عنوان مقاله [English]
Background and aims: The capability of soft and fibrous tissues of plants to absorb noise; has been paid attention to be replaced with synthetic insolation boards. The use of lignocellulose materials has been widely considered because of some important factors like porous structure, high quantity availability, renewability as well as friendly environmental impacts (in contrast with fiber glasses). The lack of raw materials needed for industry also has diverted the attention to other new lignocellulose sources in Iran. So, in the present paper, the possibility of use of date palm (Phoenix dactylifera) as a leftover abundant source in south of Iran was studied in order to control and reduce acoustic pollutions.
Materials and methods: Two date palm trees with approximate diameters of 40 cm were freshly cut. Then, a disk with the average diameter of 12 cm was taken from every tree. The cubic experimental samples with dimensions of 12×12×2 were prepared from every disk and kept in plastic covers at freezing temperature. Before testing, cross section of samples were covered with epoxy adhesive and dried smoothly using a program. Finally the circular disks were prepared with two different diameters of 3 and 10 cm. To reach equilibrium moisture content, all samples were kept in a temperature-controlled room at 21°C and 65% relative humidity. Then disks were faced with two kinds of paperboards made with original date palm fibers (cortex and leaves fibers). Paperboards were provided in different basic weight of 130, 300 and 500 gr/cm2. Noise reduction coefficients (NRC) measurements were conducted on experimental samples in frequency range of 125 to 8000 (Hz) using impedance tube at the acoustic lab.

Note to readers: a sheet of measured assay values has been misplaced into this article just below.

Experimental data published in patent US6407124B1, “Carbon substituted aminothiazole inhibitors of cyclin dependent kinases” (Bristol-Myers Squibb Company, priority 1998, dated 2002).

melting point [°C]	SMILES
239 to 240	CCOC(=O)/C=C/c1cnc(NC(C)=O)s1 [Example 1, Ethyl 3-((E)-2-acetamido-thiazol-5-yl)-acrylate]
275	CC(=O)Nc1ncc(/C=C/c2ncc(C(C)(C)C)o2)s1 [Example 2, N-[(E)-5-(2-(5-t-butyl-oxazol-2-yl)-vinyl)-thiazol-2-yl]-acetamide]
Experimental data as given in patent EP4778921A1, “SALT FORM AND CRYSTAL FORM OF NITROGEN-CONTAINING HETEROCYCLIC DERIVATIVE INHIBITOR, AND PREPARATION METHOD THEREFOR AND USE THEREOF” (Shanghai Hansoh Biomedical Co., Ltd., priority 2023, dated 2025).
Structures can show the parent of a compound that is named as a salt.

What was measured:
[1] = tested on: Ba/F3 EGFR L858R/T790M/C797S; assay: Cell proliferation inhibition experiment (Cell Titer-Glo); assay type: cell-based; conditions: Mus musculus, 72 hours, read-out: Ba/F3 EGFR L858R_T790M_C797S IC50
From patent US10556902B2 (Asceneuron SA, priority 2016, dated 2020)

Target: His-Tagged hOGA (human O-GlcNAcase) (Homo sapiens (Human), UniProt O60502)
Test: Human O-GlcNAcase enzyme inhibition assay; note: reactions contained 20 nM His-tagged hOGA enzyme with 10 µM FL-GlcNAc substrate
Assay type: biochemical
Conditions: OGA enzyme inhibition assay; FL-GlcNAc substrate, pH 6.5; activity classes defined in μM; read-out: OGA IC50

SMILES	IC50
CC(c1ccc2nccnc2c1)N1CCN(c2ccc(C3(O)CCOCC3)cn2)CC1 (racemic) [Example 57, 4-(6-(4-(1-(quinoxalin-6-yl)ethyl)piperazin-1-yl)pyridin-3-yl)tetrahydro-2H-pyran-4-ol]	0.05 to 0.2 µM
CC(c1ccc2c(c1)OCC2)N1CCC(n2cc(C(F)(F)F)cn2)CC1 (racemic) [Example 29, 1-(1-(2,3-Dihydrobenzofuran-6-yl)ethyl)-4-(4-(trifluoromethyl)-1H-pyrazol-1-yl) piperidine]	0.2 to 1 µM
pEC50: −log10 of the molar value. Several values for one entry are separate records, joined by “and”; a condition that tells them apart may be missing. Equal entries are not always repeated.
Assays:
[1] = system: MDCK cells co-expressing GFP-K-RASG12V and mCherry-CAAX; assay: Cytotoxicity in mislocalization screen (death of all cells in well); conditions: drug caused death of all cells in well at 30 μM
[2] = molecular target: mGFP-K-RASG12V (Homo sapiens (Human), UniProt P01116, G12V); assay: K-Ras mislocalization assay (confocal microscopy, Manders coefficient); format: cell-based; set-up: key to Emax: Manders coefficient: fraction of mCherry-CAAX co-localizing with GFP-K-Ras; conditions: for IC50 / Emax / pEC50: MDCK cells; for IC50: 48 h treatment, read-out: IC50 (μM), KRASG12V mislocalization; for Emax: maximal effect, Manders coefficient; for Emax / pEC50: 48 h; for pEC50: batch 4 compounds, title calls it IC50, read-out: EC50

Results: The results showed that the insulation boards made from date palm had a high potential to absorb sound waves. In addition, their ability to dissipate acoustical waves were more pronounced when faced with a single layer of paperboard. A critical point was observed for NRC values at frequency of 2000 Hz. To compensate the given loss, applying a light paperboard (130 gr/cm2) of cortex fiber as well a heavy cover of leaves fiber (500 gr/cm2) could significantly increase NRC values.
Conclusion: The high damping capacity of date palm samples was due to its particular anatomical structure. The vascular bundles embedded in parenchyma tissue provided a soft and porous surface to trap sound waves. An additional improvement on NRC values were obtained while facing disk samples with a layer of paperboard from low to high frequency range.